Yes, by law breastfeeding women are entitled to unpaid breaks in the work day to pump, and to privacy, but laws are just words without active support from employers. Eventually, some mothers decide that while “Breast is Best”, so are organic vegetables. With many families relying on a dual income it just isn’t worth it to breastfeed.
At six months of age, only 26% of New Zealand babies are breastfed. This is despite the Ministry of Health’s large advertising budget for promotion of breastfeeding on television, billboards, bus stops, and in hospitals. Heck, even formula companies promote breastfeeding.
New mums are told "Good Mothers breastfeed". Health professionals explain that breast milk satisfies all infant needs, and promotes bonding between mother and baby. So why the low rates?
I believe it's because the Government still sees breastfeeding as a woman's issue, as opposed to a public health issue. There is simply too little employer education. The ministries of Health and Business have published some information for employers, but there are no videos, posters, billboards, pamphlets, and television commercials supporting this effort.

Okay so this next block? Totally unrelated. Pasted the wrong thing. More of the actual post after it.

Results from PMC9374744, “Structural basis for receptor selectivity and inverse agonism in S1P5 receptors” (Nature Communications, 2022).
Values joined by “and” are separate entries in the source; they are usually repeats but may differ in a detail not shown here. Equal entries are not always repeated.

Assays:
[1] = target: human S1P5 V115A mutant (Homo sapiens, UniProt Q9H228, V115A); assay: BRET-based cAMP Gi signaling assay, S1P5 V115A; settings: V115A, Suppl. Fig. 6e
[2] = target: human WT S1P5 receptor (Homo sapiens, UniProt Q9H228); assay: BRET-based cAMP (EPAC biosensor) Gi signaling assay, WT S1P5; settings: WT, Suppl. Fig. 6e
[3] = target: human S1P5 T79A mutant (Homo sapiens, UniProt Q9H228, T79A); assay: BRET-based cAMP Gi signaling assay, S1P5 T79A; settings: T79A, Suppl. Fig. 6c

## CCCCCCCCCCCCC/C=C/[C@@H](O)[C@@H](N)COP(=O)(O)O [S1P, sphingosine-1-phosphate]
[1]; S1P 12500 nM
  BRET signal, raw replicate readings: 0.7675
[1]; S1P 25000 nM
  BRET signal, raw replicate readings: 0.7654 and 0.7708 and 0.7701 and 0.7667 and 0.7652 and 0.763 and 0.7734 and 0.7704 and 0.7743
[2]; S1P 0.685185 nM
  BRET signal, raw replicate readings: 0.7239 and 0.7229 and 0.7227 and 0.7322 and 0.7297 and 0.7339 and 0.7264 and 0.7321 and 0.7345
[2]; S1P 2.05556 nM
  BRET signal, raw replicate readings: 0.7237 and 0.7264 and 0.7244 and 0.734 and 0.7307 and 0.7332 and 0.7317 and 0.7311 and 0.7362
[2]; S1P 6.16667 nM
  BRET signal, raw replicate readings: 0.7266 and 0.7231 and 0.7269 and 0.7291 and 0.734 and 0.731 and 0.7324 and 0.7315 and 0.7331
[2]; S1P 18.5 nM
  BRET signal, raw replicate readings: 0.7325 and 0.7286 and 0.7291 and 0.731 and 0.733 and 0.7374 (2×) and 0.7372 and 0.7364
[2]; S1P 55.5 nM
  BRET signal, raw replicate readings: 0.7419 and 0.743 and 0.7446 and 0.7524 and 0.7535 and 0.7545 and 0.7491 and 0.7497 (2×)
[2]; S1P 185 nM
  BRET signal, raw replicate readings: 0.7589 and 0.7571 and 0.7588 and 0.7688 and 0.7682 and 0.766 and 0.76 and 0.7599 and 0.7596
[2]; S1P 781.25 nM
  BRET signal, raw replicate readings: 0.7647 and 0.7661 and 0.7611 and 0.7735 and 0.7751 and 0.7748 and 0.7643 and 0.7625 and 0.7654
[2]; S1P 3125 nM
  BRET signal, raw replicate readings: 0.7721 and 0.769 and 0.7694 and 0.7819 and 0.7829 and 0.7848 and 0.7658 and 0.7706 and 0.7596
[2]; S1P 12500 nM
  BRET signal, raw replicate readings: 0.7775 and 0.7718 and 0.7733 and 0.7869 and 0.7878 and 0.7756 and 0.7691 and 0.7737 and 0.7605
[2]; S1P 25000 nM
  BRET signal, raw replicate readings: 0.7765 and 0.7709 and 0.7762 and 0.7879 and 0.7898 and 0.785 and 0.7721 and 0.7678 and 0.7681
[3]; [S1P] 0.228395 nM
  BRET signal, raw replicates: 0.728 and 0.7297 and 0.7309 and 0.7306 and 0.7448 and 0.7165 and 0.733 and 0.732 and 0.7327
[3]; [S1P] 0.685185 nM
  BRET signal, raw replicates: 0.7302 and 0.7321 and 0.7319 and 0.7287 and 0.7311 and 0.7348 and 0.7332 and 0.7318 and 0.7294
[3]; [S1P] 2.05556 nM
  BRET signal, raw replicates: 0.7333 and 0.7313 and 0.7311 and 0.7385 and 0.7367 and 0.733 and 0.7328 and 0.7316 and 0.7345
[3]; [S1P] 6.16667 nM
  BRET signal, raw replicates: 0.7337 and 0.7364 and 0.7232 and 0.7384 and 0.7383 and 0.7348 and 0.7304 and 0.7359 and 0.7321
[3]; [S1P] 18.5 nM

The Government acknowledges that women see returning to work as a barrier to breastfeeding, but does not do enough to actively support breastfeeding in employment. The position seems to be: breastfeeding is for a woman to negotiate. (Contributing further to poorer health outcomes for groups less leveraged to negotiate effectively.)
This is despite the fact that employers benefit when an employee breastfeeds. NZ Telstra Clear (now Vodafone) saved $75,000 per employee when it supported breastfeeding in employment. Breastfeeding mothers have healthier babies, take fewer sick days, are happier at work and are more loyal to the company. They also return from maternity leave faster, and are less likely to leave and need replacement. Breastfeeding supportive companies also get good press. It makes business sense to support breastfeeding.